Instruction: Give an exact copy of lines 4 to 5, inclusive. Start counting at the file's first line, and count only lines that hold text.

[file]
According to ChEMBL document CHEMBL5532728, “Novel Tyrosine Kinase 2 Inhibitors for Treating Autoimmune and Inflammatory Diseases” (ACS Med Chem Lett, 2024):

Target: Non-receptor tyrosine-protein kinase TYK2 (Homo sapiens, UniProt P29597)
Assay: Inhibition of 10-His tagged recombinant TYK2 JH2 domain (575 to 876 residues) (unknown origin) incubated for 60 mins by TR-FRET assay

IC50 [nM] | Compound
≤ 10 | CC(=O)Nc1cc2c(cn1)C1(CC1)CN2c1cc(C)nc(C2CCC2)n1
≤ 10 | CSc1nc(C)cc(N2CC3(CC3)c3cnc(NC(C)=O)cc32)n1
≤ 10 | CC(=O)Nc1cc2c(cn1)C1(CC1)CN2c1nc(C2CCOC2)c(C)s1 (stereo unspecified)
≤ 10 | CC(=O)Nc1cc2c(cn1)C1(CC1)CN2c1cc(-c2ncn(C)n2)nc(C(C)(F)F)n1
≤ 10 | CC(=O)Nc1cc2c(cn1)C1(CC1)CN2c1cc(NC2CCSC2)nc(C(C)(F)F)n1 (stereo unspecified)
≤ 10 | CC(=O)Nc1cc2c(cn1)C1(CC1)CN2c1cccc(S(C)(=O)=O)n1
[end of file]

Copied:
IC50 [nM] | Compound
≤ 10 | CC(=O)Nc1cc2c(cn1)C1(CC1)CN2c1cc(C)nc(C2CCC2)n1